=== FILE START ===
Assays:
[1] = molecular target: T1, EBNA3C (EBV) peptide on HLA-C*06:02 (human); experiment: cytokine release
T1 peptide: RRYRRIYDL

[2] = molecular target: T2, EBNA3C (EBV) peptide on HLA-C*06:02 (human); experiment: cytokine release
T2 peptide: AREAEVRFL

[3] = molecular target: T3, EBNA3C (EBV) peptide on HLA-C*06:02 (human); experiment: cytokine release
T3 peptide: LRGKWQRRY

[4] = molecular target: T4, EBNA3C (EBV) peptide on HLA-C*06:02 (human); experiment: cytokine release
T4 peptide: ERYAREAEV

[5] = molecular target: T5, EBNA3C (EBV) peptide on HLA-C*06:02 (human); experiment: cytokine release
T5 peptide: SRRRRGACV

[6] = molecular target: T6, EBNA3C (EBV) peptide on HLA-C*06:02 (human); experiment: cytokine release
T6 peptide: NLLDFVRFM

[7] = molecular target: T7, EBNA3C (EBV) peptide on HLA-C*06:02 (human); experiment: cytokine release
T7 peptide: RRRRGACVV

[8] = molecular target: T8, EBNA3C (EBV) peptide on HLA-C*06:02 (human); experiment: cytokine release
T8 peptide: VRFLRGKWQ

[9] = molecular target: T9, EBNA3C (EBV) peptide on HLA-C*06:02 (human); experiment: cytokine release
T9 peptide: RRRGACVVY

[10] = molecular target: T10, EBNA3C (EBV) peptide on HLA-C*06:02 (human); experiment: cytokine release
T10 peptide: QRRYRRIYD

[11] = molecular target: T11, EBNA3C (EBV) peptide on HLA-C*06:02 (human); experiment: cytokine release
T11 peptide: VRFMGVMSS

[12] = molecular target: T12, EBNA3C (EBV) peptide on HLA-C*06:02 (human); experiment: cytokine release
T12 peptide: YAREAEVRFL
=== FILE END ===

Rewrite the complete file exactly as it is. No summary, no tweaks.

Assays:
[1] = molecular target: T1, EBNA3C (EBV) peptide on HLA-C*06:02 (human); experiment: cytokine release
T1 peptide: RRYRRIYDL

[2] = molecular target: T2, EBNA3C (EBV) peptide on HLA-C*06:02 (human); experiment: cytokine release
T2 peptide: AREAEVRFL

[3] = molecular target: T3, EBNA3C (EBV) peptide on HLA-C*06:02 (human); experiment: cytokine release
T3 peptide: LRGKWQRRY

[4] = molecular target: T4, EBNA3C (EBV) peptide on HLA-C*06:02 (human); experiment: cytokine release
T4 peptide: ERYAREAEV

[5] = molecular target: T5, EBNA3C (EBV) peptide on HLA-C*06:02 (human); experiment: cytokine release
T5 peptide: SRRRRGACV

[6] = molecular target: T6, EBNA3C (EBV) peptide on HLA-C*06:02 (human); experiment: cytokine release
T6 peptide: NLLDFVRFM

[7] = molecular target: T7, EBNA3C (EBV) peptide on HLA-C*06:02 (human); experiment: cytokine release
T7 peptide: RRRRGACVV

[8] = molecular target: T8, EBNA3C (EBV) peptide on HLA-C*06:02 (human); experiment: cytokine release
T8 peptide: VRFLRGKWQ

[9] = molecular target: T9, EBNA3C (EBV) peptide on HLA-C*06:02 (human); experiment: cytokine release
T9 peptide: RRRGACVVY

[10] = molecular target: T10, EBNA3C (EBV) peptide on HLA-C*06:02 (human); experiment: cytokine release
T10 peptide: QRRYRRIYD

[11] = molecular target: T11, EBNA3C (EBV) peptide on HLA-C*06:02 (human); experiment: cytokine release
T11 peptide: VRFMGVMSS

[12] = molecular target: T12, EBNA3C (EBV) peptide on HLA-C*06:02 (human); experiment: cytokine release
T12 peptide: YAREAEVRFL